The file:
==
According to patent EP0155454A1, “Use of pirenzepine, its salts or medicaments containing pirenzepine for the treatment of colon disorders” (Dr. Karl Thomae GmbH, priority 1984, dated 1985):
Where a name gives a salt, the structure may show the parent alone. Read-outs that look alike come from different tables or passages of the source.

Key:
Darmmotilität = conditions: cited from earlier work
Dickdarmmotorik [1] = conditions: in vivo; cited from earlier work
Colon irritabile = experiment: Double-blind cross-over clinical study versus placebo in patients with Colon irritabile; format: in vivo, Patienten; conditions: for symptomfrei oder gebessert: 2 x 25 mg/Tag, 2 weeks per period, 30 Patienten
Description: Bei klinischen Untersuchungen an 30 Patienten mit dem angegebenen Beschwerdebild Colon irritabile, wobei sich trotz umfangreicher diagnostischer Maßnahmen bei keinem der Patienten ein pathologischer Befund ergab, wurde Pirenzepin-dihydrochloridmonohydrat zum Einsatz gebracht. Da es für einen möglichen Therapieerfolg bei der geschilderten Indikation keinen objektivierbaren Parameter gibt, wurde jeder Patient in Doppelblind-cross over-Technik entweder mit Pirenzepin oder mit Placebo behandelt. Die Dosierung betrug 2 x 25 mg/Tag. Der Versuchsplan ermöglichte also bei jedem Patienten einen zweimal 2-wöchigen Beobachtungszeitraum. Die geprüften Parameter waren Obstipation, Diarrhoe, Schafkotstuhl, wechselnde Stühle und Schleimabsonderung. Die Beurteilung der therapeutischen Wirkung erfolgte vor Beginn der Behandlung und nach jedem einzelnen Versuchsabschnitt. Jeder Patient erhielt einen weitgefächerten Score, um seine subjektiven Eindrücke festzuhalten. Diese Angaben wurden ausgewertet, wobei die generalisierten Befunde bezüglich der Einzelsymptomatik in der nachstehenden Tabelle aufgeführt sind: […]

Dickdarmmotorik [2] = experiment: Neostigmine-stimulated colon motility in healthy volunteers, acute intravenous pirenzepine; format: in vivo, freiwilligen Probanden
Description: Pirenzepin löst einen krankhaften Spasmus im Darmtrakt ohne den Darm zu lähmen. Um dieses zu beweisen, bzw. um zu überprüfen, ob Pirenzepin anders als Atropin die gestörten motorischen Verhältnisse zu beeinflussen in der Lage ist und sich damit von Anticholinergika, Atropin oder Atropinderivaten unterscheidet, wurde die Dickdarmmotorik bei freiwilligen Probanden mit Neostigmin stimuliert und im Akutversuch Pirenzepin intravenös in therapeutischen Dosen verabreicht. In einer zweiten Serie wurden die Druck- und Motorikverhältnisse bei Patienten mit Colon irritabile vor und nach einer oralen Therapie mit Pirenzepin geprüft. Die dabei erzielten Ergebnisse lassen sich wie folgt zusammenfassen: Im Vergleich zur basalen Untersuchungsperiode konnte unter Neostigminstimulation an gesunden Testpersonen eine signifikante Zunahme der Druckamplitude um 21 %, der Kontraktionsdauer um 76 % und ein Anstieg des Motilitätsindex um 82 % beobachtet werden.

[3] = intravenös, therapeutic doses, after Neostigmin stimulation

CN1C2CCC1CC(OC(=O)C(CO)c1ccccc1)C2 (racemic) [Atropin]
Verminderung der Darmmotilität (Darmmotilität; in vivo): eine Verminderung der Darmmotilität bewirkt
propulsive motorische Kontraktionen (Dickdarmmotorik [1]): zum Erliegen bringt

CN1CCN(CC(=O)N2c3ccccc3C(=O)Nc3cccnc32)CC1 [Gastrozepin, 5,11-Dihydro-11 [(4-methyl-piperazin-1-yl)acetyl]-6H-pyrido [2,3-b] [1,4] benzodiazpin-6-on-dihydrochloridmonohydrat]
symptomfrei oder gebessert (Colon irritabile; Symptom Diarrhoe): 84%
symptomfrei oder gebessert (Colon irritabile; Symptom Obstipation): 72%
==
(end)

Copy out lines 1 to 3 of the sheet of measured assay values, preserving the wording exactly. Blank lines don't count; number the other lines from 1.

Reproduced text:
According to patent EP0155454A1, “Use of pirenzepine, its salts or medicaments containing pirenzepine for the treatment of colon disorders” (Dr. Karl Thomae GmbH, priority 1984, dated 1985):
Where a name gives a salt, the structure may show the parent alone. Read-outs that look alike come from different tables or passages of the source.

Key: